Yes, make sure the timekeeper's not dyslexic! Also to be strong, fit and well on the day rather than going in there unfit.
You're fighting on a huge card in front of thousands - how much are you looking forward to it?
It's going to be the biggest arena I've ever fought in, so I'm really looking forward to it and have got a real buzz about it.
I'm very confident that I'm going to win. I want that belt back and to move on to bigger and better things. I know it's going to be a hard fight but I've got the tools on the day to bring the belt back home.
How much would it mean to become British champion again?
It would mean the world again. Obviously I should never have lost it because of that timekeeper, so to get it back where it belongs will be amazing.
Lastly, what's your big-fight prediction – who wins, David Price or Audley Harrison?
David Price, early! Harrison will be lucky to get to the third [round].
Look at the way he [Price] took [John] McDermott out, and McDermott's one of the toughest blokes out there. Harrison's got no chin, to be fair, and I think Price will take him out early.
For ticket information to see David Price defending his British heavyweight title against Audley Harrison at Liverpool's Echo Arena on October 13, including an undercard featuring Shane McPhilbin versus Jon-Lewis Dickinson for the British cruiserweight belt, plus two other domestic title bouts
Even boxing’s staunchest detractors would struggle not to take to WBO World Lightweight king Ricky Burns.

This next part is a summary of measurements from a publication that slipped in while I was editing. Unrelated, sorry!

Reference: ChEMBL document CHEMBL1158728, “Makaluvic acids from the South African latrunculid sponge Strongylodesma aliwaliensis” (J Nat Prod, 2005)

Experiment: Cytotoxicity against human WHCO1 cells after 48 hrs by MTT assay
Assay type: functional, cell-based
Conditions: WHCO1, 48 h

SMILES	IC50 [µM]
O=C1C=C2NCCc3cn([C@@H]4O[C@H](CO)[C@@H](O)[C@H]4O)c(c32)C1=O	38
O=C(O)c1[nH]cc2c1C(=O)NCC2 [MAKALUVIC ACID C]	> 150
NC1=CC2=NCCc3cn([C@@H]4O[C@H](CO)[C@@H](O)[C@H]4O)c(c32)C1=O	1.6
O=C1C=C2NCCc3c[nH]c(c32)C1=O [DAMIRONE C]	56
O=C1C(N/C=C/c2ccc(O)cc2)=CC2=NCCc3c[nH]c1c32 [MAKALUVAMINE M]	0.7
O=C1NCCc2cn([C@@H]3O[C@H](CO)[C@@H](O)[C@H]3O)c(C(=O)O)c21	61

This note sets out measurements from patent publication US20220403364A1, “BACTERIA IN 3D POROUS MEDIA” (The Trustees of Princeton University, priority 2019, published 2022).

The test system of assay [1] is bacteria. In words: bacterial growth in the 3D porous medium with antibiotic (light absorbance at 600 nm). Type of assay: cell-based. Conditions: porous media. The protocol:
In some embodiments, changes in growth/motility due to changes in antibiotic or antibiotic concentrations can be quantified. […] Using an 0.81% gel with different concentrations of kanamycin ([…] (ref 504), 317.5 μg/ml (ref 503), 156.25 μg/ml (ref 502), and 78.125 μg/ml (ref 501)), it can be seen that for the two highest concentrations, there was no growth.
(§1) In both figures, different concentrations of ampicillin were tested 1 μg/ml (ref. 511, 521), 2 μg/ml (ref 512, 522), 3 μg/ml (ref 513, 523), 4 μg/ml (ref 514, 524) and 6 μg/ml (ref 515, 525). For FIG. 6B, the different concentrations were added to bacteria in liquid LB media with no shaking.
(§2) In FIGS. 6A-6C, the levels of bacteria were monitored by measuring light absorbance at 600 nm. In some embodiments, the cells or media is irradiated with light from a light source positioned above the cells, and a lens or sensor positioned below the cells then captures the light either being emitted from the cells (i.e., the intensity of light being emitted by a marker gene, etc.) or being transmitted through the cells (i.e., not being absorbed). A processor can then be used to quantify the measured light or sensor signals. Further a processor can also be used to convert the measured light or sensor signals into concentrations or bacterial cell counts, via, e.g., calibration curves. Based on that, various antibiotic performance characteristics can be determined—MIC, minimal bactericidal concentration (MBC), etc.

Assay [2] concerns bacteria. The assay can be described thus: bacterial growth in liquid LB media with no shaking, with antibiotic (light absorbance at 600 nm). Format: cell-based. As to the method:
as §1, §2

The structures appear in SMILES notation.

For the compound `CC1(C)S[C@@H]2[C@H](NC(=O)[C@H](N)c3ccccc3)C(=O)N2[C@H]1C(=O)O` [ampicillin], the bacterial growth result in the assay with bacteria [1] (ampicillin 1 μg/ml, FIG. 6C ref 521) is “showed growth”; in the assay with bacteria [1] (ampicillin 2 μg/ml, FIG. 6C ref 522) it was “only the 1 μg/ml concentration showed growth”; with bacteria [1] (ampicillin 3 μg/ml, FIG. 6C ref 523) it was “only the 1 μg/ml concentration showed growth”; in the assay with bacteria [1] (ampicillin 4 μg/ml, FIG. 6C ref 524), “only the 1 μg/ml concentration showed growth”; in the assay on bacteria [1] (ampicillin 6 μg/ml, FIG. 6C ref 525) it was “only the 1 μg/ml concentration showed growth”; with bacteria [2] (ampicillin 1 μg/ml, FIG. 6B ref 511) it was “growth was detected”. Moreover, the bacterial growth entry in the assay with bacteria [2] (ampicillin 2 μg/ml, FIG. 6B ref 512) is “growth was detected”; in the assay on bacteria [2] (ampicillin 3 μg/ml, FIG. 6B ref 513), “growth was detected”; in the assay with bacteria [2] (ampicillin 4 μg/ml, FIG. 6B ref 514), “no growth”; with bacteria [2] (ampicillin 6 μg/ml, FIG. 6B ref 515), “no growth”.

The two-weight world champion from Coatbridge, Scotland is both a thoroughly decent human being and a consummate professional athlete; courteous, humble, clean living and frighteningly dedicated to his craft. He is an inspiration to all who come into contact with him.
The perfect role model, our sport needs Burns to enjoy continued success but his hegemony shall come under serious threat at the SECC, Glasgow on Saturday evening when vicious and spiteful Londoner Kevin Mitchell strolls into town hell bent on mugging the champion of all he has worked so hard for.
But the 29 year old Scot is as combative between the ropes as he is passive beyond. Yesterday, speaking to boxing writer Glynn Evans, he assured fans he is primly prepared to meet and thwart Mitchell’s challenge.
The Scot makes the second defence of his WBO lightweight crown live and exclusive on BoxNation (Sky Ch. 437/Virgin Ch. 546). Join at www.boxnation.tv
Do you consider your last victory, that comprehensive points win over Paulus Moses, the most complete performance of your career?